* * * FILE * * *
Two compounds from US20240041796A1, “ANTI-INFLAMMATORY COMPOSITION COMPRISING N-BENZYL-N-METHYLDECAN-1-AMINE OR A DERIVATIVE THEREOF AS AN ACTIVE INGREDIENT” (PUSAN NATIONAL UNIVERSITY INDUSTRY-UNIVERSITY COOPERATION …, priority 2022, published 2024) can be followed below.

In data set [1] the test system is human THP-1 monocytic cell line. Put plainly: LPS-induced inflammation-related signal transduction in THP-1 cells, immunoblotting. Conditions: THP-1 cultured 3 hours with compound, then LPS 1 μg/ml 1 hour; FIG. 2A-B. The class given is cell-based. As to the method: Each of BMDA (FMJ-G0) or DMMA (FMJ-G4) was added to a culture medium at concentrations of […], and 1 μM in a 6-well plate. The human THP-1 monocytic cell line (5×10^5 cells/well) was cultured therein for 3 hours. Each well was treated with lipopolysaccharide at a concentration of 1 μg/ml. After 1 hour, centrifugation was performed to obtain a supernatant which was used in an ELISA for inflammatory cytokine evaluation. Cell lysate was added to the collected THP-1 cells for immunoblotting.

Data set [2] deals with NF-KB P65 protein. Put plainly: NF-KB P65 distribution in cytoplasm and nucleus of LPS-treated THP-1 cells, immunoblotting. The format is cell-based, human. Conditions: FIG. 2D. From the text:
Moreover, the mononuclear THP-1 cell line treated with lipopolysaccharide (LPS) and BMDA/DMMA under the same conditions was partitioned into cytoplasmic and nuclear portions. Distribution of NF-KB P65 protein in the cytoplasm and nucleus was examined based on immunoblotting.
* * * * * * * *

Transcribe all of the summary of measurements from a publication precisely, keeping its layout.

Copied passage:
Two compounds from US20240041796A1, “ANTI-INFLAMMATORY COMPOSITION COMPRISING N-BENZYL-N-METHYLDECAN-1-AMINE OR A DERIVATIVE THEREOF AS AN ACTIVE INGREDIENT” (PUSAN NATIONAL UNIVERSITY INDUSTRY-UNIVERSITY COOPERATION …, priority 2022, published 2024) can be followed below.

In data set [1] the test system is human THP-1 monocytic cell line. Put plainly: LPS-induced inflammation-related signal transduction in THP-1 cells, immunoblotting. Conditions: THP-1 cultured 3 hours with compound, then LPS 1 μg/ml 1 hour; FIG. 2A-B. The class given is cell-based. As to the method: Each of BMDA (FMJ-G0) or DMMA (FMJ-G4) was added to a culture medium at concentrations of […], and 1 μM in a 6-well plate. The human THP-1 monocytic cell line (5×10^5 cells/well) was cultured therein for 3 hours. Each well was treated with lipopolysaccharide at a concentration of 1 μg/ml. After 1 hour, centrifugation was performed to obtain a supernatant which was used in an ELISA for inflammatory cytokine evaluation. Cell lysate was added to the collected THP-1 cells for immunoblotting.

Data set [2] deals with NF-KB P65 protein. Put plainly: NF-KB P65 distribution in cytoplasm and nucleus of LPS-treated THP-1 cells, immunoblotting. The format is cell-based, human. Conditions: FIG. 2D. From the text:
Moreover, the mononuclear THP-1 cell line treated with lipopolysaccharide (LPS) and BMDA/DMMA under the same conditions was partitioned into cytoplasmic and nuclear portions. Distribution of NF-KB P65 protein in the cytoplasm and nucleus was examined based on immunoblotting.